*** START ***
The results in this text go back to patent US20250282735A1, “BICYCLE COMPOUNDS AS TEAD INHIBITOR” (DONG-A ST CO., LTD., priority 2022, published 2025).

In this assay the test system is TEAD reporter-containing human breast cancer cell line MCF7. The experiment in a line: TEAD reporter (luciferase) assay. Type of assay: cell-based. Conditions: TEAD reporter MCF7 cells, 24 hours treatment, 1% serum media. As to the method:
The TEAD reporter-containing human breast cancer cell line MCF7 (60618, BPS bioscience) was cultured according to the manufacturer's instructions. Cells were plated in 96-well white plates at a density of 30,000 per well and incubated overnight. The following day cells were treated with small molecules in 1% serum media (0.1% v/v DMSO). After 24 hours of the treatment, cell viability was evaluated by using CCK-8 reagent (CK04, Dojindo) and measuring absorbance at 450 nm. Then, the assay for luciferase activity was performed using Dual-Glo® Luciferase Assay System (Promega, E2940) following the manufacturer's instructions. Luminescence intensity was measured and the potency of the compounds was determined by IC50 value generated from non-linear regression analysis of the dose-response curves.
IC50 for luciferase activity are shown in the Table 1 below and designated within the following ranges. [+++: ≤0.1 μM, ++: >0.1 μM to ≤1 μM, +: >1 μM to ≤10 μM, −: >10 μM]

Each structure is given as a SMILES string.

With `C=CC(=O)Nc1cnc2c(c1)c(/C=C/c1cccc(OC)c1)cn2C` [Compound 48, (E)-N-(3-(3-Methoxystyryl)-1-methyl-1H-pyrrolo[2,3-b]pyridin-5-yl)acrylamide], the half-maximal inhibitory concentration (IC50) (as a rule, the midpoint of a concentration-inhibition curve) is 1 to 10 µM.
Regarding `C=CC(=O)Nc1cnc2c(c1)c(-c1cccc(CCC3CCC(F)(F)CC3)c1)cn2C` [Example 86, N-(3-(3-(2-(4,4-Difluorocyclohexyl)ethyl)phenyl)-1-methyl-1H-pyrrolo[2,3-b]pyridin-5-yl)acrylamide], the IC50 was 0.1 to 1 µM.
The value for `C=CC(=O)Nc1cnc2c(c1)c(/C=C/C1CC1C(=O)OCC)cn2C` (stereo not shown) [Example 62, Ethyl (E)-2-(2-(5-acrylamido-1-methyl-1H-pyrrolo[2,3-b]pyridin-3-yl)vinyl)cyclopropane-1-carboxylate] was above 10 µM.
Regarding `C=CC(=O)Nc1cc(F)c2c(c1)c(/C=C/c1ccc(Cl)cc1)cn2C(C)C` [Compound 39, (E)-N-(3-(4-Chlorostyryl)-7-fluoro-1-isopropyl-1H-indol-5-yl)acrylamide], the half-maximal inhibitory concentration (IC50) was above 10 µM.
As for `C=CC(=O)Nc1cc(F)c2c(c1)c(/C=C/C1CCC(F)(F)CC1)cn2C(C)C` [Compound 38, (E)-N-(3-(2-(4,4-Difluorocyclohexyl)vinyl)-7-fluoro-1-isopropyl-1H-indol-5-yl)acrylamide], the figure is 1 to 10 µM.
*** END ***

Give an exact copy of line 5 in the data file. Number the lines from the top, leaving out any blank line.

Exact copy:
Each structure is given as a SMILES string.